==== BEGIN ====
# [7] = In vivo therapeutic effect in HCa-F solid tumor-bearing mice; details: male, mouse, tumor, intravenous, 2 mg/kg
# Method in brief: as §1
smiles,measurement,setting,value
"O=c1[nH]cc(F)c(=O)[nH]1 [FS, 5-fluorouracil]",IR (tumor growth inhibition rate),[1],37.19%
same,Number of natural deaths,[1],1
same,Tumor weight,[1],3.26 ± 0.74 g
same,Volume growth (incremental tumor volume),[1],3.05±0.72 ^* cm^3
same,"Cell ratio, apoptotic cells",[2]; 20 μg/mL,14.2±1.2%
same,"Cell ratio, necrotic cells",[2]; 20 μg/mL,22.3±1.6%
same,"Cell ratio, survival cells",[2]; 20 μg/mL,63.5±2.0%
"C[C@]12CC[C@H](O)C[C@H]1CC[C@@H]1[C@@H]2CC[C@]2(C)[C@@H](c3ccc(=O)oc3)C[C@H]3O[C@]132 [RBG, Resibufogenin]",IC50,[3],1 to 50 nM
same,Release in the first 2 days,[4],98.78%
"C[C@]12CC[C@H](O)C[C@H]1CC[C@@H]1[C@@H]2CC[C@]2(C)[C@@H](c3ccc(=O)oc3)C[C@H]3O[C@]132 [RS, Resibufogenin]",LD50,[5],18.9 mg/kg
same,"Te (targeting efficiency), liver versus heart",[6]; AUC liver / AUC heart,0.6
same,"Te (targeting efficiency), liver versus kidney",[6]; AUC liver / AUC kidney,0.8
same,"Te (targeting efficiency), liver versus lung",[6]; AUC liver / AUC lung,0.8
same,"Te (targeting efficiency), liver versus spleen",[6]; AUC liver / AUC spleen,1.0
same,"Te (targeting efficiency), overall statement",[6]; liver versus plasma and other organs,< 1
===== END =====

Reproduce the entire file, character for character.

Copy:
# [7] = In vivo therapeutic effect in HCa-F solid tumor-bearing mice; details: male, mouse, tumor, intravenous, 2 mg/kg
# Method in brief: as §1
smiles,measurement,setting,value
"O=c1[nH]cc(F)c(=O)[nH]1 [FS, 5-fluorouracil]",IR (tumor growth inhibition rate),[1],37.19%
same,Number of natural deaths,[1],1
same,Tumor weight,[1],3.26 ± 0.74 g
same,Volume growth (incremental tumor volume),[1],3.05±0.72 ^* cm^3
same,"Cell ratio, apoptotic cells",[2]; 20 μg/mL,14.2±1.2%
same,"Cell ratio, necrotic cells",[2]; 20 μg/mL,22.3±1.6%
same,"Cell ratio, survival cells",[2]; 20 μg/mL,63.5±2.0%
"C[C@]12CC[C@H](O)C[C@H]1CC[C@@H]1[C@@H]2CC[C@]2(C)[C@@H](c3ccc(=O)oc3)C[C@H]3O[C@]132 [RBG, Resibufogenin]",IC50,[3],1 to 50 nM
same,Release in the first 2 days,[4],98.78%
"C[C@]12CC[C@H](O)C[C@H]1CC[C@@H]1[C@@H]2CC[C@]2(C)[C@@H](c3ccc(=O)oc3)C[C@H]3O[C@]132 [RS, Resibufogenin]",LD50,[5],18.9 mg/kg
same,"Te (targeting efficiency), liver versus heart",[6]; AUC liver / AUC heart,0.6
same,"Te (targeting efficiency), liver versus kidney",[6]; AUC liver / AUC kidney,0.8
same,"Te (targeting efficiency), liver versus lung",[6]; AUC liver / AUC lung,0.8
same,"Te (targeting efficiency), liver versus spleen",[6]; AUC liver / AUC spleen,1.0
same,"Te (targeting efficiency), overall statement",[6]; liver versus plasma and other organs,< 1